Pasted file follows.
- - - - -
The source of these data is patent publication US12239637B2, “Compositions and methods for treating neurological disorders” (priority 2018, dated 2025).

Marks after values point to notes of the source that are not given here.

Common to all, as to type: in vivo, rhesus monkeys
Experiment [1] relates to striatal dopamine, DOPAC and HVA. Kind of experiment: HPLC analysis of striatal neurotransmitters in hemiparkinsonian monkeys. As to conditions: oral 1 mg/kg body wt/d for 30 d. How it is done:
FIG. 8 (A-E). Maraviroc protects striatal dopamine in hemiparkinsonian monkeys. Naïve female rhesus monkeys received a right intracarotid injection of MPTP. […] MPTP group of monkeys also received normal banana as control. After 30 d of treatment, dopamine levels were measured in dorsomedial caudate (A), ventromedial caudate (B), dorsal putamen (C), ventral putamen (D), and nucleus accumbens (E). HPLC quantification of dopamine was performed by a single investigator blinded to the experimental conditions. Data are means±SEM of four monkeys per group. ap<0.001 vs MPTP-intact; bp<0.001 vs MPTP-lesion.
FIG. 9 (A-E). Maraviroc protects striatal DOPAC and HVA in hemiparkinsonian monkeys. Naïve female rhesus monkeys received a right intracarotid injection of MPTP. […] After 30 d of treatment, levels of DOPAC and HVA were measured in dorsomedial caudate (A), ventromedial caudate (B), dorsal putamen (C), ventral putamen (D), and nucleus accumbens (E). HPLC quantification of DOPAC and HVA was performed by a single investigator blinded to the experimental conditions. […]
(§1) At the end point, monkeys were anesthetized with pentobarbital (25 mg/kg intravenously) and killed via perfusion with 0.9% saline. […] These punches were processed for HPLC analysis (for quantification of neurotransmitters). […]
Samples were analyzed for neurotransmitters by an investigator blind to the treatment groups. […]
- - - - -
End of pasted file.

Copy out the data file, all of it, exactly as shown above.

The source of these data is patent publication US12239637B2, “Compositions and methods for treating neurological disorders” (priority 2018, dated 2025).

Marks after values point to notes of the source that are not given here.

Common to all, as to type: in vivo, rhesus monkeys
Experiment [1] relates to striatal dopamine, DOPAC and HVA. Kind of experiment: HPLC analysis of striatal neurotransmitters in hemiparkinsonian monkeys. As to conditions: oral 1 mg/kg body wt/d for 30 d. How it is done:
FIG. 8 (A-E). Maraviroc protects striatal dopamine in hemiparkinsonian monkeys. Naïve female rhesus monkeys received a right intracarotid injection of MPTP. […] MPTP group of monkeys also received normal banana as control. After 30 d of treatment, dopamine levels were measured in dorsomedial caudate (A), ventromedial caudate (B), dorsal putamen (C), ventral putamen (D), and nucleus accumbens (E). HPLC quantification of dopamine was performed by a single investigator blinded to the experimental conditions. Data are means±SEM of four monkeys per group. ap<0.001 vs MPTP-intact; bp<0.001 vs MPTP-lesion.
FIG. 9 (A-E). Maraviroc protects striatal DOPAC and HVA in hemiparkinsonian monkeys. Naïve female rhesus monkeys received a right intracarotid injection of MPTP. […] After 30 d of treatment, levels of DOPAC and HVA were measured in dorsomedial caudate (A), ventromedial caudate (B), dorsal putamen (C), ventral putamen (D), and nucleus accumbens (E). HPLC quantification of DOPAC and HVA was performed by a single investigator blinded to the experimental conditions. […]
(§1) At the end point, monkeys were anesthetized with pentobarbital (25 mg/kg intravenously) and killed via perfusion with 0.9% saline. […] These punches were processed for HPLC analysis (for quantification of neurotransmitters). […]
Samples were analyzed for neurotransmitters by an investigator blind to the treatment groups. […]